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I am the "IBM Collaboration & Productivity Advisor" for IBM Asia Pacific. I'm based in Singapore.
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The taxi loyalty program isn't working and how to fix it

Singapore is a little like New York: train and taxis are a mainstay of the daily commute. So the taxi market is highly regulated and fiercely competitive. As no surprise taxi companies try to bind customers before they loyalty switches to alternative bookings or the disruptors.
So Comfort & CityCab started CabRewards. After all loyalty cards work well for their inventor.
In a smart move, instead of creating a new piece of plastic, Comfort teamed up with ezLink Singapore's leading provider of cash cards. Everyone in Singapore has a ezLink card, since they are used for train access and road tolls.
From there it all went downhill.
In Usability studies one of they key activities is to watch users and refine on their feedback. So I loaded my ezLink card, to see how Taxi drivers will handle it. In (so they told me, after I inquired with Comfort) an attempt (a futile one) to make things "consistent", the designer decided to add a prompt into the touchscreen application "Cabrewards Yes/No" before the driver can process payment. So something the driver has no benefit from stands between him and his livelihood. To no surprise, 95% of the drivers don't bother to ask "Are you a CabRewards member?", even when I announce "I will pay by ezLink". They just click NO and process to payment. If they would answer yes, they had to tap once for the points and another time for the actual payment. They have no benefit, so they skip it (and rightly so, their job is driving, not administration of loyalty programs).
I asked Comfort and they explained, I could ask the Taxi driver to switch back and add the points - but I'm not their program admin either. So how to fix this?
Plan, Reality and Fix
The graphic above, shows the intended workflow, the actual workflow and a possible fix. There are several touchpoints, where an automated IT system can determine if I'm a known passenger and a CabRewards member: I call a cab, I uase a mobile app to get a cab or I pay with a registered method of payment (ezLink, Nets, CreditCard). In all of these cases the taxi driver doesn't need to be bothered with a question. Most likely that also would cover most reward members. The ones paying cash might anyway not have registered for the program - or a simple change of terms (points only with electronic payments) would even completely eliminate the question. So far I haven't seen a change. I wonder if the person in charge of the process is trying to cover up the problem?
I would say: It is OK to have an idea, even if problems arise, just fix them. Despite other opinion there is no such thing as a "honest mistake". There is trial, error and correction (and start over).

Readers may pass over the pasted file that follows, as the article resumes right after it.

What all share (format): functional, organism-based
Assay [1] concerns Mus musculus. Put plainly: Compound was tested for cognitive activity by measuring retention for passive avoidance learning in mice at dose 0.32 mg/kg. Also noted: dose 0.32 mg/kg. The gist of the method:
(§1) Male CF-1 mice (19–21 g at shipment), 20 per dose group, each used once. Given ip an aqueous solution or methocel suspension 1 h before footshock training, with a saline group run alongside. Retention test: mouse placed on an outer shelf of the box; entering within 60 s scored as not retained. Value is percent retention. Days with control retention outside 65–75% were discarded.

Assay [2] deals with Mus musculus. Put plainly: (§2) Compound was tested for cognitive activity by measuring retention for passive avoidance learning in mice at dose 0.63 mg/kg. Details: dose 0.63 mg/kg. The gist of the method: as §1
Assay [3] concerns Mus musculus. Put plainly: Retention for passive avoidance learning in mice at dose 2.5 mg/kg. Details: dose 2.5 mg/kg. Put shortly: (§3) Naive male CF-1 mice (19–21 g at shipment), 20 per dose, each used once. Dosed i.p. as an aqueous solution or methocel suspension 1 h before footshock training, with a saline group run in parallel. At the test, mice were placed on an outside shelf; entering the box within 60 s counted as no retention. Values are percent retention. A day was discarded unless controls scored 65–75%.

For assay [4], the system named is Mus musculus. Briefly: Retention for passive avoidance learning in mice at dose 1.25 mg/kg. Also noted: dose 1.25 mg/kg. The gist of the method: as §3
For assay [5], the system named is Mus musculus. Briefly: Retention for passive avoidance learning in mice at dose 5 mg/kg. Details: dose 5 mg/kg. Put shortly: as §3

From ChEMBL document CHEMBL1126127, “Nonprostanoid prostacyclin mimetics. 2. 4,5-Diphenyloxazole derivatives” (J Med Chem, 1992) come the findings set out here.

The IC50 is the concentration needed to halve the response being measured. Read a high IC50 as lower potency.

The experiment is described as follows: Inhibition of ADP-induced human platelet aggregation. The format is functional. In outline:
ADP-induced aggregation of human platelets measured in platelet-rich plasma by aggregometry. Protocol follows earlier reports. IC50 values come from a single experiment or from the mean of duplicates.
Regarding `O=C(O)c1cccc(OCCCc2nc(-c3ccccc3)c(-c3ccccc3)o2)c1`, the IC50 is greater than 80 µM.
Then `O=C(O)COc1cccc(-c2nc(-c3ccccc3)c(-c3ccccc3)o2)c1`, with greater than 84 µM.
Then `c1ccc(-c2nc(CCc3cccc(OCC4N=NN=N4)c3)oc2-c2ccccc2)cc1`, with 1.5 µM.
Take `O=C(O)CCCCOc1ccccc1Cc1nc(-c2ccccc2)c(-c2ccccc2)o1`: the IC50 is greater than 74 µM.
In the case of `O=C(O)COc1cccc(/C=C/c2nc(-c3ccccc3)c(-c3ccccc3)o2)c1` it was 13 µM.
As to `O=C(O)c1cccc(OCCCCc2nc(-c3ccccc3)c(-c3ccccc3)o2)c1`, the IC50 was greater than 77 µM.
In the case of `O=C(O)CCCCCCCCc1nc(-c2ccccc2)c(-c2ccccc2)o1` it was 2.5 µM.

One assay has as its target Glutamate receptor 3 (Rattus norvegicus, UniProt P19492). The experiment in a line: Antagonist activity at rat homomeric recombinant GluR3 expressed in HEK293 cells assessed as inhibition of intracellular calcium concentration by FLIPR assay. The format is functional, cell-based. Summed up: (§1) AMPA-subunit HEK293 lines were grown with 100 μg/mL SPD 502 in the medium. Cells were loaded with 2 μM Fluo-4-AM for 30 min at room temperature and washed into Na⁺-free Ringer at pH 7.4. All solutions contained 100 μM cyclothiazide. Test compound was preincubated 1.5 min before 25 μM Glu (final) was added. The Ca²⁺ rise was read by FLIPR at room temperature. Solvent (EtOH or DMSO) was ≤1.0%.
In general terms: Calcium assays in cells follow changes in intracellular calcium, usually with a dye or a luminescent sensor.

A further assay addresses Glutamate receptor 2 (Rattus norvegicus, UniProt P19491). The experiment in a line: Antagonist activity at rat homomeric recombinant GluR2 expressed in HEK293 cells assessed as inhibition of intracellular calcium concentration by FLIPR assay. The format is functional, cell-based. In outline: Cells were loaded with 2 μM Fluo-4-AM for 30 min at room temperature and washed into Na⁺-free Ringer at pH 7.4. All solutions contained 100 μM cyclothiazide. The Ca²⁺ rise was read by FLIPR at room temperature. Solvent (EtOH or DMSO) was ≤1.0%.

Simplicity after all isn't simple
Comfort, you can do better!


Air Quality Measurements

Singapore is facing a severe haze crisis. Besides the subjective "this is bad", I got curious how the official air quality gets reported. Singapore's National Environment Agency uses the US devised Pollution Standard Index, but reports that onlt only as 24h, but also 3 h average for different places in the republic. Besides that they report the 2.5µ particle (PM2.5) count that isn't part of the PSI ( PM stands for particulate matter).
So far it feels like the information is genuine. Nevertheless knowing how an abstract number is formed is the first step to independent verification. With a little digging NEA provides the detailed instructions how the value is computed. The substances measured are: Sulphur dioxide (µg/m³). Particles with 10µ or more size (µg/m³), Carbon Monoxide (mg/m³), Ozone (µg/m³) and Nitrogene dioxide (µg/m³) which NEA publishes separately including a haze map:
Regional Haze Map
Source: NEA
A quick check on Google reveals, that air quality measurement is quite a popular application both with Arduino as well as the Raspberry PI (there are more). It seems the Arduino has an edge when it comes to coupling the sensors, while the Raspberry PI shines in aggregation and web accessibility. Probably a combination of both would be a winner. Something like the Pinoccio meshed with a Raspberry Pi powered CouchDB for aggregation.
The real challenge however are the sensors (and their calibration later on). The PSI measurements are in weight per volume, while most of the data sheets for the sensors I found state sensitivity in particles per million (PPM) or particles per billion (PPB). Luckily LennTech provides an online calculator to transcribe the values for us:
Substancerange (weight/volume)Parts per millionParts per billion
Sulphur dioxide80-2620 µg/m³0.0284 - 0.928928.4 - 928.9
Carbon monoxide5-57.5 mg/m³4.05 -46.64050 - 46600
Ozone118-1180 µg/m³0.0558 - 0.55855.8 - 558
Nitrogen dioxide1130 - 3750 µg/m³0.558 - 1.85558 - 1850
The PM concentration can't be converted from weight/volume into ppm using a static formula, since particles can be anything with different weight. It needs to be measured.
So the hunt for suitable sensors starts. SO2 seems to be the biggest item on the list. I've looked so far at the following providers: I would be grateful for more hints of suppliers. Once the sensors have been settled, further planning will commence. stay tuned!


CRM > Sales Tracking

IBM is ditching Siebel CRM in favour of SugarCRM. Cloud based CRM was made popular by SalesForce while Zoho wants a share of the pie too.
All to often CRM offers or is used as sales force automation tool, which it is not (only). But what makes a good CRM? It needs to provide access to anything that relates to a customer. Doh - that's what the name claims.
Wide view of customer relationship management